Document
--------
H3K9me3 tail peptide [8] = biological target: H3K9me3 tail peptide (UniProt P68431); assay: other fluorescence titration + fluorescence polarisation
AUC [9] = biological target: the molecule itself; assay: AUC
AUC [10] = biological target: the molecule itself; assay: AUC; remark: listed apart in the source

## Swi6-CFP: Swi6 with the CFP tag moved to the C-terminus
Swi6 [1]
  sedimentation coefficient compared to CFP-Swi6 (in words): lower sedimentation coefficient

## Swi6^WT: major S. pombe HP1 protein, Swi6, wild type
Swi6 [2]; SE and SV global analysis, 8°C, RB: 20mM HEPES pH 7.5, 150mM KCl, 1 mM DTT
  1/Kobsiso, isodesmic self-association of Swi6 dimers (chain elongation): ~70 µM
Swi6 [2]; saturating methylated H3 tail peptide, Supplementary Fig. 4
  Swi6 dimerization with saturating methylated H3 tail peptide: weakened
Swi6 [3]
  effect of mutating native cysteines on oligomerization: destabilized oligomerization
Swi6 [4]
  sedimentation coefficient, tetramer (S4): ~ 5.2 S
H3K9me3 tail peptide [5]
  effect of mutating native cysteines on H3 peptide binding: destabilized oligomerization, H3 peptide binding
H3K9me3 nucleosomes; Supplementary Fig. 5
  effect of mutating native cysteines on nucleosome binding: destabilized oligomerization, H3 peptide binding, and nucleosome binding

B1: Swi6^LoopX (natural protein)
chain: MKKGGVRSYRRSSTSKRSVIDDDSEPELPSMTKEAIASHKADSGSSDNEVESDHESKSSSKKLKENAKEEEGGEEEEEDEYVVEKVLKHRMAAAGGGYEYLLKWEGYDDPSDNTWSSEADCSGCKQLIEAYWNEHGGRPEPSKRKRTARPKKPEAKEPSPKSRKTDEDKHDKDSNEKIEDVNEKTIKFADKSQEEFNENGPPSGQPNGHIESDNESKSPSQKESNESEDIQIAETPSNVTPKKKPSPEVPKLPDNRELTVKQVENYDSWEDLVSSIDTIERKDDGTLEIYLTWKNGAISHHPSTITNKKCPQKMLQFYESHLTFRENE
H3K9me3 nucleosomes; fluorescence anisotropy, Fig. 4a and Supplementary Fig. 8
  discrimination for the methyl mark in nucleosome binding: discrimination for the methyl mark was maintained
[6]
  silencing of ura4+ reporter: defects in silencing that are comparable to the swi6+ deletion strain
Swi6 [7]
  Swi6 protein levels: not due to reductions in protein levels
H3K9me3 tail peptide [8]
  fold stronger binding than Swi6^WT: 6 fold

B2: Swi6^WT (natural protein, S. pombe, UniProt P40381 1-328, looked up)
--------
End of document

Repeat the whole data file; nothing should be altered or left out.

H3K9me3 tail peptide [8] = biological target: H3K9me3 tail peptide (UniProt P68431); assay: other fluorescence titration + fluorescence polarisation
AUC [9] = biological target: the molecule itself; assay: AUC
AUC [10] = biological target: the molecule itself; assay: AUC; remark: listed apart in the source

## Swi6-CFP: Swi6 with the CFP tag moved to the C-terminus
Swi6 [1]
  sedimentation coefficient compared to CFP-Swi6 (in words): lower sedimentation coefficient

## Swi6^WT: major S. pombe HP1 protein, Swi6, wild type
Swi6 [2]; SE and SV global analysis, 8°C, RB: 20mM HEPES pH 7.5, 150mM KCl, 1 mM DTT
  1/Kobsiso, isodesmic self-association of Swi6 dimers (chain elongation): ~70 µM
Swi6 [2]; saturating methylated H3 tail peptide, Supplementary Fig. 4
  Swi6 dimerization with saturating methylated H3 tail peptide: weakened
Swi6 [3]
  effect of mutating native cysteines on oligomerization: destabilized oligomerization
Swi6 [4]
  sedimentation coefficient, tetramer (S4): ~ 5.2 S
H3K9me3 tail peptide [5]
  effect of mutating native cysteines on H3 peptide binding: destabilized oligomerization, H3 peptide binding
H3K9me3 nucleosomes; Supplementary Fig. 5
  effect of mutating native cysteines on nucleosome binding: destabilized oligomerization, H3 peptide binding, and nucleosome binding

B1: Swi6^LoopX (natural protein)
chain: MKKGGVRSYRRSSTSKRSVIDDDSEPELPSMTKEAIASHKADSGSSDNEVESDHESKSSSKKLKENAKEEEGGEEEEEDEYVVEKVLKHRMAAAGGGYEYLLKWEGYDDPSDNTWSSEADCSGCKQLIEAYWNEHGGRPEPSKRKRTARPKKPEAKEPSPKSRKTDEDKHDKDSNEKIEDVNEKTIKFADKSQEEFNENGPPSGQPNGHIESDNESKSPSQKESNESEDIQIAETPSNVTPKKKPSPEVPKLPDNRELTVKQVENYDSWEDLVSSIDTIERKDDGTLEIYLTWKNGAISHHPSTITNKKCPQKMLQFYESHLTFRENE
H3K9me3 nucleosomes; fluorescence anisotropy, Fig. 4a and Supplementary Fig. 8
  discrimination for the methyl mark in nucleosome binding: discrimination for the methyl mark was maintained
[6]
  silencing of ura4+ reporter: defects in silencing that are comparable to the swi6+ deletion strain
Swi6 [7]
  Swi6 protein levels: not due to reductions in protein levels
H3K9me3 tail peptide [8]
  fold stronger binding than Swi6^WT: 6 fold

B2: Swi6^WT (natural protein, S. pombe, UniProt P40381 1-328, looked up)